Awareness as retrospection
Some years before Sperling's experiments the psychologist Edwin Boring proposed that all reported introspection is actually retrospection (Boring, 1933, p. 228). This can be explained if our conscious awareness is of the recallable memory which survives the extinction which follows sensory memory. Edwin Boring writes:
[L]et us try to imagine a condition of progressive amnesia in which consciousness is normal but no memory persists for more than a second of time. . . . Without memories of a second's duration no introspective report would be possible, nor would there, if the subject had no memory at all of what was immediately past, be any moment in which he would be aware of his own consciousness.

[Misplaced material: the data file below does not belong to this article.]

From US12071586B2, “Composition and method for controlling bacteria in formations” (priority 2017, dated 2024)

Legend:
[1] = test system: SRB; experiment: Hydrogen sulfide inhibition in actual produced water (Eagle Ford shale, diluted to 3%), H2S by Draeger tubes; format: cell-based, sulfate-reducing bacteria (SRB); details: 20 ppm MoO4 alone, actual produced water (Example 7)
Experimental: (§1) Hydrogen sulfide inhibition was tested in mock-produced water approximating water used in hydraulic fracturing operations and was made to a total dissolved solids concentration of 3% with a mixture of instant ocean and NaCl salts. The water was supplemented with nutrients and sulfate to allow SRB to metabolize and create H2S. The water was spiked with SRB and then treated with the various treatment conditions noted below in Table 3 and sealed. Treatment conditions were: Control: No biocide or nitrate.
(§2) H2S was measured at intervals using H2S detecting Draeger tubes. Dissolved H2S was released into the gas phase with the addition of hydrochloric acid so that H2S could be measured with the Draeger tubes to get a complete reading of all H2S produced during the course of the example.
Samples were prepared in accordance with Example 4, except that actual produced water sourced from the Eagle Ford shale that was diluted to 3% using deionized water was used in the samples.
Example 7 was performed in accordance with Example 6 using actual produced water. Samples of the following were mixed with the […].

Thus it is possible that what has been called unconscious for many years is actually the void left after the decay of sensory memory. During certain conditions such as coma or surgical anesthesia decay of sensory memory reaches 100 per cent. Once it decays short term memory is blank and there is nothing to be reported. The subject is then thought to have not been conscious during the time in question. During deep dreamless sleep the subject may be conscious of relaxing peacefully in bed, but failing to record the episode in working memory once sensory memory decays. Likewise in the case of coma. And surgery patients occasionally report having (frightening) memories of their surgery.
These considerations are intended to show that there is really no way of invalidating the EMG theory of consciousness by citing a supposed failure to account for "unconsciousness."
A case study